Aging Agenda for
Houston-Harris County
"Moving Toward an Elder Friendly Future"

Health and Well-Being

Domain Lead: Janice Paul

For more information contact:

Janice Paul, PhD
Houston Department of Health and Human Services
713-794-2965 (phone)
janice.paul@cityofhouston.net

 

 

 

© 2009 HCAAA

Vision
Ensure accessible and integrated medical and mental health services that improve the quality of life for seniors.

Overview
Health and well-being, especially with the prospect of extended longevity, is the desire of seniors, families, and the extended community. What “health and well being” means and how it is to be achieved are questions that perhaps must be answered individually but also have to be considered by the community. Houston’s consortium of senior-centered organizations, Care for Elders, recognizes seven characteristics of a community consciously seeking the physical and mental well-being of its seniors: (1) opportunities for seniors to participate in physical activities; (2) vaccination programs to protect against influenza and pneumonia;(3) cancer screening programs; (4) programs that educate seniors about achieving good health, maintaining it, and dealing with disease; (5) accessible health care; (6) screening and care for mental health problems; and (7) programs that support caregivers and their education (Report Card Work Group, Care for Elders, 2007).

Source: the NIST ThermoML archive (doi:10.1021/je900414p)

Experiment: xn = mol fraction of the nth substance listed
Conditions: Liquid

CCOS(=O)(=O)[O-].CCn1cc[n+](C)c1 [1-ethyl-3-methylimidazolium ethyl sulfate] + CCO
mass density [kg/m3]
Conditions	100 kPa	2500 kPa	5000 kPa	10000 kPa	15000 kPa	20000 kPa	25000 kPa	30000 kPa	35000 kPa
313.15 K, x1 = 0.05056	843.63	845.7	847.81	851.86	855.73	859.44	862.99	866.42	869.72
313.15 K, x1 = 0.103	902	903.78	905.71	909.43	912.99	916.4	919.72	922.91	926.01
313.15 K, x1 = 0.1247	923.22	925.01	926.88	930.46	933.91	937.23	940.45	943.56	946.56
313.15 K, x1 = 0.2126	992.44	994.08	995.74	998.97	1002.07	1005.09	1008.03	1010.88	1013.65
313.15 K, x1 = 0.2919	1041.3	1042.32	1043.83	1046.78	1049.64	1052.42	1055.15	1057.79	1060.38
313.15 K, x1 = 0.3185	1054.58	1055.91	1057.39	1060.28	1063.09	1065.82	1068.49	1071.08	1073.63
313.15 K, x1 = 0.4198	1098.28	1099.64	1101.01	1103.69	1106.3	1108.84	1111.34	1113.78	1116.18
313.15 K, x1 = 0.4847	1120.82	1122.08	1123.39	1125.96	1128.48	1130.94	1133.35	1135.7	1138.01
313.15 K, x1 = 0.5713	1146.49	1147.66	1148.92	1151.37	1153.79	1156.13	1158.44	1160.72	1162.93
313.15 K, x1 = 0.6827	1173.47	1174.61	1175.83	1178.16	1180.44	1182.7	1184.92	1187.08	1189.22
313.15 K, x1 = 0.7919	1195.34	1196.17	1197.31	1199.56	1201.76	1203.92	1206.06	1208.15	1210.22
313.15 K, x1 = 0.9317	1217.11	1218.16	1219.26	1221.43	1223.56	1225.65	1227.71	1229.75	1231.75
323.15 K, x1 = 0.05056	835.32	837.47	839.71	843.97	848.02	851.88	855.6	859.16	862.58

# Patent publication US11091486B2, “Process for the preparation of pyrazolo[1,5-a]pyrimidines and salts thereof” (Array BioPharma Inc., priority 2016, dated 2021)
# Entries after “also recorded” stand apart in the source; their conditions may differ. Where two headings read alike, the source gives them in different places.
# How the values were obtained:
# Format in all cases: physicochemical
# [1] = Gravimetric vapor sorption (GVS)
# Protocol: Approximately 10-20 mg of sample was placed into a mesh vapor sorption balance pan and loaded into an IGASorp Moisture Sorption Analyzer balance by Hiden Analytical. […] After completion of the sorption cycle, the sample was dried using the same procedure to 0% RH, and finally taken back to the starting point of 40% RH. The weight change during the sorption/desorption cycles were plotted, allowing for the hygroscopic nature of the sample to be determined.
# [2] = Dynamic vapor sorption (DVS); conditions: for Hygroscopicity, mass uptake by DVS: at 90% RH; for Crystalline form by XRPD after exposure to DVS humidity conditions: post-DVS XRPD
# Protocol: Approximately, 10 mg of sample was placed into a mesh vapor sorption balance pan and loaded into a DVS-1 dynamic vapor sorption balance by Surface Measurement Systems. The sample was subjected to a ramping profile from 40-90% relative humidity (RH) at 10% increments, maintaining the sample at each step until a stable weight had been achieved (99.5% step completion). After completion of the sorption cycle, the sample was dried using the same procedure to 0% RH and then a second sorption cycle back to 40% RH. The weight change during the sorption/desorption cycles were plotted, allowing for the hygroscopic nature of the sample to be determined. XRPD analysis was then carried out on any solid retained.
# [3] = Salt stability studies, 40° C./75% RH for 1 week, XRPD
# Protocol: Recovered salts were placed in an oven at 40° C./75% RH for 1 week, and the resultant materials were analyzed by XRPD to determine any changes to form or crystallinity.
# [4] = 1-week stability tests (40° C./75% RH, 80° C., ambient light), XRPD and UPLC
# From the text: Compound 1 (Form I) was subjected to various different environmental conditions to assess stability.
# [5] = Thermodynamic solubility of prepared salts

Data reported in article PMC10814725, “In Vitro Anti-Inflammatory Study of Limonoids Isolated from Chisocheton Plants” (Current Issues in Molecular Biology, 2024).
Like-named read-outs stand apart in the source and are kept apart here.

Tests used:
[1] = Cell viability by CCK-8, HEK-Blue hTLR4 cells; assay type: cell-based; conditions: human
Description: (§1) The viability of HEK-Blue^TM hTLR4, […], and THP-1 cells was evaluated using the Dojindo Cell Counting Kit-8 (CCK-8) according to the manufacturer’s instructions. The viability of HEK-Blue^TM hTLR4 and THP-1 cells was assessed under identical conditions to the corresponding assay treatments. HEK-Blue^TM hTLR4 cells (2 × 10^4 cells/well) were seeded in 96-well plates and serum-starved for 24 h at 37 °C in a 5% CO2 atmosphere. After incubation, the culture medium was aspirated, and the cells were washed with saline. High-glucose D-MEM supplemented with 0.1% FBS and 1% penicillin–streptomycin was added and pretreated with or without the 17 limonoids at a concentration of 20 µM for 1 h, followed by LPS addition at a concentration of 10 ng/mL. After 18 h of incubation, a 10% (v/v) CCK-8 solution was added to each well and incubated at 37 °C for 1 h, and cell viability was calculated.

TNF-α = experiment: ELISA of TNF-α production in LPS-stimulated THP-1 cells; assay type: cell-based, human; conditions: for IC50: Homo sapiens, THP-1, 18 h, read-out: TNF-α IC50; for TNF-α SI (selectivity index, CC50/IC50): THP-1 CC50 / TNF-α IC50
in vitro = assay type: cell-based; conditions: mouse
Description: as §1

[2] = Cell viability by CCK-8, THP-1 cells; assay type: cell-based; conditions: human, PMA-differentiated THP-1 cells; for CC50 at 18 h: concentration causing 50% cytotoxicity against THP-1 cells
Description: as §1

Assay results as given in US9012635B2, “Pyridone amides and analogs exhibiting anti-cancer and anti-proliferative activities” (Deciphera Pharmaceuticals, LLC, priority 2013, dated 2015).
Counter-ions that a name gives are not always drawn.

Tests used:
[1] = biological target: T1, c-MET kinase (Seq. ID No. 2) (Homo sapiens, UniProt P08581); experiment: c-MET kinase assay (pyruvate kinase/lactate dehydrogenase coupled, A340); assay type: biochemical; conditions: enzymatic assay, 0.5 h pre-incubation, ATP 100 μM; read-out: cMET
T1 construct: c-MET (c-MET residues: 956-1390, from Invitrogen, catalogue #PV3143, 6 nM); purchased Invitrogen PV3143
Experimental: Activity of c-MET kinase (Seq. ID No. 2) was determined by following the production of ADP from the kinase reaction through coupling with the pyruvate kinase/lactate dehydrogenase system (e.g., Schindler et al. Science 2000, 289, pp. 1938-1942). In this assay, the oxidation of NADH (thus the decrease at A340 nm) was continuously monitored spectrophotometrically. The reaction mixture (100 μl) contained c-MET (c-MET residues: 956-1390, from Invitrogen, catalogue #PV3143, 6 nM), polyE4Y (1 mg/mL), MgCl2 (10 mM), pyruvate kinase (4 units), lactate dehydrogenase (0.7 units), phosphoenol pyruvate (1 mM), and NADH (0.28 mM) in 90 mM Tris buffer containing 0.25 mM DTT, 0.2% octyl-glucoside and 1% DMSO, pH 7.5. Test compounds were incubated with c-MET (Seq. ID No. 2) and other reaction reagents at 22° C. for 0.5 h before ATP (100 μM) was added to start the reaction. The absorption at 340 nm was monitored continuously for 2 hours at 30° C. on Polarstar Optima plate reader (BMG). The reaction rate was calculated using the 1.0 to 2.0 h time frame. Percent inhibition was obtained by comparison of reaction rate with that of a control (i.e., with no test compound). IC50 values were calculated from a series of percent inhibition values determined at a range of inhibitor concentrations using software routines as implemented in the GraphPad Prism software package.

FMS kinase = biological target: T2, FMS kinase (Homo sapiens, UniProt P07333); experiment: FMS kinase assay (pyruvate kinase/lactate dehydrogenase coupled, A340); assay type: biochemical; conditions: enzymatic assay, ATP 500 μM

A concern that may adversely impact health and well-being is the increasing number of physicians not accepting Medicare, the primary form of health insurance for people 65 and over. A 2008 Texas Medical Association survey found: (1) nearly 33 percent of Texas physicians overall and 45 percent of internists and family medicine specialists report accepting fewer Medicare patients in the last three years, (2) more than 45 percent of Texas physicians report considering not allowing any new Medicare patients into their practices; and (3) only 4 percent of Texas physicians report accepting more patients on Medicare than previously (Texas Medical Association, 2008). While the Harris County Hospital District provides direct care to a small percentage of the county’s 65-and-over population, most Houston–Harris County elders seek care from private physicians and other practitioners; however, a quarter of Houston seniors reported in a survey that they hadn’t seen a physician in the last three years. This is a time in life when annual physical examinations are recommended and when early detection of serious disease can mean the difference between successful treatment and death. As physicians limit the number of Medicare patients they see, the more vulnerable seniors become to disease and diminished health and well-being.